Finally, when a United States federal government employee creates or writes material as part of his official job duty, that material becomes part of the public domain. For example, John is a Department of State foreign service officer who works at the U.S. embassy in Kenya. Whenever he writes a report on Kenyan politics or the nation’s economic needs with research he conducted during his work, he doesn’t establish copyright rights in that work. Instead, his reports immediately become part of the public domain, accessible and reproducible by all. However, if in his free time, John pens a guest column for an online newspaper on the upcoming Kenyan presidential election, that article is considered to have been created outside of the scope of his employment. As a result, he is entitled to full copyright protection for his published article.
It is often difficult to determine what materials are part of the public domain. There is no single listing or inventory of all public domain materials. Each work must be investigated to assess the likelihood that it is available as part of the public domain. Prior to using materials believed to be in the public domain, an active, good faith search should be conducted to identify any, and all, copyrights associated with the work. Even without either of these, it’s not conclusive that a work is in the public domain. Copyright law has an extremely broad reach and it’s a safe assumption that all creative works are subject to copyright laws and not in the public domain.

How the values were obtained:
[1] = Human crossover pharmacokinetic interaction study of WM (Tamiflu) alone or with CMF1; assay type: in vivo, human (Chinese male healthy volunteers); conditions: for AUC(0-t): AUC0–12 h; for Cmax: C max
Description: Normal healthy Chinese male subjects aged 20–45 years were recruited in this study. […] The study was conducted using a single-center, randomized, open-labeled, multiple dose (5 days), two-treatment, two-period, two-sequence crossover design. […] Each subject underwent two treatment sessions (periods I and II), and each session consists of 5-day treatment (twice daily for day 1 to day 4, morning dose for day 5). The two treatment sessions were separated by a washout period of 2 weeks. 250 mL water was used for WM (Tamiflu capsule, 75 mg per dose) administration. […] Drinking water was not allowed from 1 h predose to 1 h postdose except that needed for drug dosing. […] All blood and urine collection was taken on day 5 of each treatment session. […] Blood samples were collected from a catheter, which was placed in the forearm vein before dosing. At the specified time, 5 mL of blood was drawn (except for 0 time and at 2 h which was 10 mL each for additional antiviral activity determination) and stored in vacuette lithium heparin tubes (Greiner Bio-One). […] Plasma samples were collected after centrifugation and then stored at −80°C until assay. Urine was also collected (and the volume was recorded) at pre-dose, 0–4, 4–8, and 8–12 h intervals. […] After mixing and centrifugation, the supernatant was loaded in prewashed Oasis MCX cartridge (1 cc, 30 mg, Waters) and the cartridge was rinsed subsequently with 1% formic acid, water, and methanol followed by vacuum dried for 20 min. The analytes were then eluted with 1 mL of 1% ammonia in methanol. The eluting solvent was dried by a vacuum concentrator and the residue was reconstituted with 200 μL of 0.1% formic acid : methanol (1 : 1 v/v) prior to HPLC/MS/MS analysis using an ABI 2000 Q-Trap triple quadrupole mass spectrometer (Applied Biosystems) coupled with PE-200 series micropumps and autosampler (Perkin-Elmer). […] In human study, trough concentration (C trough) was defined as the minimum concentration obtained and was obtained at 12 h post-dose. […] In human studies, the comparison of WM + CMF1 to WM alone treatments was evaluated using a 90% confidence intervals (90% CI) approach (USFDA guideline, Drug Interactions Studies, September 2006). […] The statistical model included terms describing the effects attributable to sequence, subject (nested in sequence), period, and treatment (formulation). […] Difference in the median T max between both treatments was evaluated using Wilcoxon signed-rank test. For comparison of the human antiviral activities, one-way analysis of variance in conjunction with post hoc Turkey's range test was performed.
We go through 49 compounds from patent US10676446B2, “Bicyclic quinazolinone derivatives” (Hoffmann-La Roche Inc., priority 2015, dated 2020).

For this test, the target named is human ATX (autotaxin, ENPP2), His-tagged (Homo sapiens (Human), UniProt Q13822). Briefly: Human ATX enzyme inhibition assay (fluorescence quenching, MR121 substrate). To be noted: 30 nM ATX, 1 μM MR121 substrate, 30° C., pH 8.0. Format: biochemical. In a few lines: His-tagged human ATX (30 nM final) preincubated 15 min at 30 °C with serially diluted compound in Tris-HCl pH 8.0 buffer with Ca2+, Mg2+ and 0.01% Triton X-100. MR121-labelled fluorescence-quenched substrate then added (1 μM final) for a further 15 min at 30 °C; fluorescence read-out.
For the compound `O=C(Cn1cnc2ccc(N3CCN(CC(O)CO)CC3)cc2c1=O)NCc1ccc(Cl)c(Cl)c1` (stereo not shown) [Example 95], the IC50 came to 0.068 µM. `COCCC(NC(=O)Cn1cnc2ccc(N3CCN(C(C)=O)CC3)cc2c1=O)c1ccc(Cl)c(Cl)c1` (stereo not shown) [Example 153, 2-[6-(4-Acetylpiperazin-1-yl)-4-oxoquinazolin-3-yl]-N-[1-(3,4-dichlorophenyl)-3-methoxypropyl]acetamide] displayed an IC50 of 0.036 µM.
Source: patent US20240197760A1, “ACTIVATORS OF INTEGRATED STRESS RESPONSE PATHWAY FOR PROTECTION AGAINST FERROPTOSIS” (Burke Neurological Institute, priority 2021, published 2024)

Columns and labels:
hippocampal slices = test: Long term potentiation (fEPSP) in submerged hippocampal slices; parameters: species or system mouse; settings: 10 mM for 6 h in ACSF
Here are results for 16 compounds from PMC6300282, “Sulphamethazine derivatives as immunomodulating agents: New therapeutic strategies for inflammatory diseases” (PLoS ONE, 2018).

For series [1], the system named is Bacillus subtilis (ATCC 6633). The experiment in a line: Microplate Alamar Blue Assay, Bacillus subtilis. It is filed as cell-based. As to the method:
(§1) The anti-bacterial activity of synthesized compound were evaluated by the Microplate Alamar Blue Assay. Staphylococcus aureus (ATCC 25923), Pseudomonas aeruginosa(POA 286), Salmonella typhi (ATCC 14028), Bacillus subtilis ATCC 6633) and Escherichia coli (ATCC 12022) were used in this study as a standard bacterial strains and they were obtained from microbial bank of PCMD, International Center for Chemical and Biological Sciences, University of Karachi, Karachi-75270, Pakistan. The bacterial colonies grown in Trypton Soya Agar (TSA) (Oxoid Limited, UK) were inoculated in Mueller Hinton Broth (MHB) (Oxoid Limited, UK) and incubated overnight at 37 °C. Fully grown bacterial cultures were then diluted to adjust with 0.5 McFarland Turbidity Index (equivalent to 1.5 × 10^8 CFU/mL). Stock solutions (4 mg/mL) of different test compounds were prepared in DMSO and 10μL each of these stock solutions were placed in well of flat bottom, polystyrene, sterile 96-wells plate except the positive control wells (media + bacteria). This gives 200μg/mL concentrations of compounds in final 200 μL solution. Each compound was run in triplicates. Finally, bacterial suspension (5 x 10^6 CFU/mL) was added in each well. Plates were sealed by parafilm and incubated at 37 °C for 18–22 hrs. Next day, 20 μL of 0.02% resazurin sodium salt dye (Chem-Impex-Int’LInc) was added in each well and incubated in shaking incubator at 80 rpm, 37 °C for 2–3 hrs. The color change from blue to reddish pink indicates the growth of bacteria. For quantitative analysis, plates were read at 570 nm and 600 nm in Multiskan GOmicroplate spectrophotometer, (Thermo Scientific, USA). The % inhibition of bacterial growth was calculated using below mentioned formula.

Once an author incorporates aspects of a public domain item into a new, copyright-protected work, the copyright laws apply to that new, integrated work. Returning to the example of John, the foreign service officer. He attends an election rally in Nairobi and takes several photographs of attendees at the event for a report he is writing as part of his job. These photos are part of the public domain because he took them in anticipation of writing a report. Three months later, Lisa, a documentary film producer, decides that her next film will be on democracy in Africa. For her film, she can use the photographs that John took and include them in her film without obtaining a license from John or the Department of State. However, once she completes and produces the film, the visual representation of the photograph as part of the film is subject to the film’s copyright that she owns. Thus, while another filmmaker could use the original photograph as part of his film without a license or authorization, that second filmmaker could not use the image of that same photograph captured from Lisa’s documentary film without getting a license from Lisa.
 Universal City Studios, Inc. v. Sony Corp., 464 U.S. 417 (1984)
 Original Appalachian Artworks, Inc. v. Topps Chewing Gum, Inc., 642 F. Supp. 1031 (N.D. Ga. 1986)
 Salinger v. Random House, 811 F. 2d. 90 (2nd Cir. 1987)
 Los Angeles News Service v. KCAL-TV Channel 9, 108 F. 3d 1119 (9th Cir. 1997)
 Tyler Ochoa, “Origins and Meanings of the Public Domain,” 28 Dayton L. Rev. 215, (2002).